“According to the collective bargaining agreement between the players and owners, one year of Major League service is 172 days. Players who have fewer than three years’ big league service are under club control, and thus are not eligible for arbitration.”

  15. Brockforbroglio on January 12th, 2008 11:26 pm

    http://www.cotscontracts.com has some good information about service time, and player options.

  16. thefin190 on January 13th, 2008 12:31 am

    This further proves Beane’s smarts as a GM.

    I think the difference between the A’s and the Mariners at this point is that A’s are set to try to find the best value that would benefit the team, in both skil and budget. The Mariners on the other hand try to find the high profile names to fill in the roster, whether they are in their prime or past their prime. Either way it is something to excite the casual fan in order to sell more tickets, rather than the well-being of the actual team.

    A good example would be Chris Reistma, when he was signed last year, the newspapers and mariners.com would say how he would produce in the past, and closed for the reds a few years ago. Even I had recognized his name from his past play so I was glad (this was before I started reading USSMariner). He ended up contributing very little for the Mariners.

    Kudos Billy Beane.

  17. hub on January 13th, 2008 4:07 am


  18. Wishhiker on January 13th, 2008 5:07 am


  19. Wishhiker on January 13th, 2008 5:31 am

    13 — those who don’t learn from the past are doomed to repeat it…I certainly don’t care about the A’s in particular. The M’s have been mostly oblivious to moves like this while the A’s have found enough to supplement their other acquisitions nicely. The M’s could use to learn from that. That is the point.

  20. fetish on January 13th, 2008 7:44 am

    I can’t help feel like, had the M’s signed Brown, we’d be looking at a Dave post about how Brown is just taking up roster space, is too old and washed up to contribute, and is hindering the development of some guy in the farm system.

  21. hub on January 13th, 2008 8:28 am

    Re 20:

    I find it difficult to believe that Dave would fail to point out Brown’s potential use to the Mariners as Ibanez’ platoon partner and defensive replacement.

  22. msb on January 13th, 2008 8:35 am

    interesting interview with A’s owner Lew Wolff

  23. scraps on January 13th, 2008 8:50 am

    20: Then I can’t help but feel that you don’t pay as much attention as you should. Have you forgotten Dave’s advocacy for signing Geoff Jenkins already?

  24. Cheap_Seats_Fan on January 13th, 2008 9:48 am

    The easiest position a Major League team can fill is a backup right handed hitting outfielder, especially one that is limited to playing only the outfield.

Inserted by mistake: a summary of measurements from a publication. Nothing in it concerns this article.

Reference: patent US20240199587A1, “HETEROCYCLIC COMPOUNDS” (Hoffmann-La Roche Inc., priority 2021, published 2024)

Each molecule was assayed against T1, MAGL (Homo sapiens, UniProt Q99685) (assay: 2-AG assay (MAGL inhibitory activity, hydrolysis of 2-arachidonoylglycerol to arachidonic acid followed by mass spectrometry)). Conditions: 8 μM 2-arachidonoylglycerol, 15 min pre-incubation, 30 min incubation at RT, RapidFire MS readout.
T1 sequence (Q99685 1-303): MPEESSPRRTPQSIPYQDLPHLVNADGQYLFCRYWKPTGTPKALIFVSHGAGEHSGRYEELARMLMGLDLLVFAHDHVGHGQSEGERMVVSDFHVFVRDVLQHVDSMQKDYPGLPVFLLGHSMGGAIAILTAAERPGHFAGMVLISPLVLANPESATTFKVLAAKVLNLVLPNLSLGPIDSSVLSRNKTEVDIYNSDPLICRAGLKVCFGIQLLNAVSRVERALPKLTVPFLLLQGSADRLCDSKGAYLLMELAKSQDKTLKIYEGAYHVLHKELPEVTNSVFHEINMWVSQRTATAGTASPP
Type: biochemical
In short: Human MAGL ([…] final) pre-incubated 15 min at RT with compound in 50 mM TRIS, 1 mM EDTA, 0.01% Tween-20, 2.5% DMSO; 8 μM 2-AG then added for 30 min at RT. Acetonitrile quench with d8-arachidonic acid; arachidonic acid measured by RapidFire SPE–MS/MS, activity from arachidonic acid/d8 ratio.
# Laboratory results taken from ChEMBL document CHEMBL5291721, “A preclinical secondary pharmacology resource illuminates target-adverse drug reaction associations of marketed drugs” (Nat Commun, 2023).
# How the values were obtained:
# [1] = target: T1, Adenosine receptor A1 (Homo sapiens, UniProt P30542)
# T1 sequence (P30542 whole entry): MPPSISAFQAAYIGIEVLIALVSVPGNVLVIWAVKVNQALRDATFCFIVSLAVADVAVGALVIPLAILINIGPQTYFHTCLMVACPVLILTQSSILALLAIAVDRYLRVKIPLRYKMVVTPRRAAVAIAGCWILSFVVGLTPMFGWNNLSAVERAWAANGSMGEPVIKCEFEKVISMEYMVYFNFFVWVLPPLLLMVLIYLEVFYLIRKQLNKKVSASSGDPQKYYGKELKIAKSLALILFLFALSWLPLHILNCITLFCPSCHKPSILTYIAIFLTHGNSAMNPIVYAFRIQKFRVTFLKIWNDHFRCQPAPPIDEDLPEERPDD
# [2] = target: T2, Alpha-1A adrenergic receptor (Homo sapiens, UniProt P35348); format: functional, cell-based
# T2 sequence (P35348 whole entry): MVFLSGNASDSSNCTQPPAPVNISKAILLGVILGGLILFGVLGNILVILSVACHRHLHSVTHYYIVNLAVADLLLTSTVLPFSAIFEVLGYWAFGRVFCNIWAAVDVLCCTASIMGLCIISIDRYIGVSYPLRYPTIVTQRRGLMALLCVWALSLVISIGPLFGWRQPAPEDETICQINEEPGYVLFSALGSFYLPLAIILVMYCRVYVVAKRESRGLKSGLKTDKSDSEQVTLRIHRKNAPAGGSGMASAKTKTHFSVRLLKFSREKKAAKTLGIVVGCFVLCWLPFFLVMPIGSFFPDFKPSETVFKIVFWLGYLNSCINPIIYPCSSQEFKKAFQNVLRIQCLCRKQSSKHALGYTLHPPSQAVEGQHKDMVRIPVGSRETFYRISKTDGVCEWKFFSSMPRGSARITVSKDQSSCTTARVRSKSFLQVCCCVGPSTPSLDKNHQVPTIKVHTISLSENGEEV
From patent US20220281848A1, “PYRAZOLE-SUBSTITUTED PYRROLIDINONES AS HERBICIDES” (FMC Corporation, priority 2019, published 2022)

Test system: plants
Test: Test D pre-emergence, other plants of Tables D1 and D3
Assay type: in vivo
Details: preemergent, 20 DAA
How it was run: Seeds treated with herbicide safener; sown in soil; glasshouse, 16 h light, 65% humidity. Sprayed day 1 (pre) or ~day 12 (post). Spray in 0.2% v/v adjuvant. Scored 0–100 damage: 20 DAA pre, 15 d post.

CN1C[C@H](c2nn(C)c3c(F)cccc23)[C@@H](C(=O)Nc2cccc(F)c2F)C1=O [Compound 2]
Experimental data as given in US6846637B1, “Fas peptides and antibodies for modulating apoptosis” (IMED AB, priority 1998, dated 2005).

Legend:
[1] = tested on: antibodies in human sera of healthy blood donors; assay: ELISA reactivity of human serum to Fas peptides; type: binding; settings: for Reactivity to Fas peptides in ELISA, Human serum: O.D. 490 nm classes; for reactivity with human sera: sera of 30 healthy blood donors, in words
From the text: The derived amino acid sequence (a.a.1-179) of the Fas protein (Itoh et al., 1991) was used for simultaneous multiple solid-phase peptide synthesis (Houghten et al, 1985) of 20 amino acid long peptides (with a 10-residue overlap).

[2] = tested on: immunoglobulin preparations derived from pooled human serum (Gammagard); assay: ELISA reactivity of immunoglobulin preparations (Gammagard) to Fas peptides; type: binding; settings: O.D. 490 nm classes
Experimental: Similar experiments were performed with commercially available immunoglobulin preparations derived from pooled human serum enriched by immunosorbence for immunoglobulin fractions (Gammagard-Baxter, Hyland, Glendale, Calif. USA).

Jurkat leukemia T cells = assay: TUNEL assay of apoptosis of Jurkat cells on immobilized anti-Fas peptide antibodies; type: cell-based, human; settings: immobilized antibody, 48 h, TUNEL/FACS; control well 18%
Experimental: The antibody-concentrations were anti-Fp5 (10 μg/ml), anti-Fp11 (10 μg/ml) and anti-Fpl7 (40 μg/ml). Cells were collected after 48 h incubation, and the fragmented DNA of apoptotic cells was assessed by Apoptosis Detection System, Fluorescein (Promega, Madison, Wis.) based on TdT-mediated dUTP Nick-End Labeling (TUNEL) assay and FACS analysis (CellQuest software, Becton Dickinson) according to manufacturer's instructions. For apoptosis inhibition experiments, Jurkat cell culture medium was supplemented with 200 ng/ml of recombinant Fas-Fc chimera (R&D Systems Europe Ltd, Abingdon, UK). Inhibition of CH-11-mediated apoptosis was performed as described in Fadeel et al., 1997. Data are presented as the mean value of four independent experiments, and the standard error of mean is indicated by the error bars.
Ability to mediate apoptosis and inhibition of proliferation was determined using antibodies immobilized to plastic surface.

Objectively, there is a very good reason Emil Brown has played his entire ML career on what amounts to second division teams with no chance of winning, he’s a second division backup player. In 2008 he’ll be with yet another second division team. He’s old, in decline and does nothing plus that you can hang your hat on.

  25. DMZ on January 13th, 2008 10:15 am

    Even if that was true now, in 2005 he was – just considering offense – the 11th-most valuable right fielder in baseball. In 2006 he was the 18th-most valuable left-fielder.

    In both cases, he contributed far more than what I’m sure you’d consider first-division teams.

    Objectively, you’re wrong about why he’s been where he’s been.

  26. noproblempablo on January 13th, 2008 6:40 pm

    Does pre-flameout to lazy to rehab Bucky Jacobsen count? What a magical month or so that was! All kidding aside, the real benfit of this deal for the A’s will come late summer when Emil Brown is having a decent year and Billy Beane flips him for a minor leaguer nobody has ever heard of who turns into the second coming. No doubt. This is my first post here.. I like the “post” button.

  27. Jack Howland on January 13th, 2008 8:14 pm

    20 re: fetish

    Perhaps you should do a little homework before making an assumption like that:


  28. JSully on January 14th, 2008 9:19 am


    “Cust, for instance, offers one skill…”

    It’s a bit nit-picky but Cust does get on base AND hit for power, which would be two skills. I don’t mean to be snarky, just thought I’d point that out.

  29. Dayve on January 14th, 2008 12:49 pm


    I suppose you’re right. I get that they have a model that is well respected here. However, must we continually pound our heads against the brick wall in hopes that the M’s front office does an about face? Until they are replaced, the M’s front office will not emulate any successful franchise.

  30. Alaskan on January 15th, 2008 5:14 pm

    So, what’s the deal with Chris Shelton exactly? And why wouldn’t he be a better 1B for us than Sexson? Did he just flare out, or what?

Leave a Reply

You must be logged in to post a comment.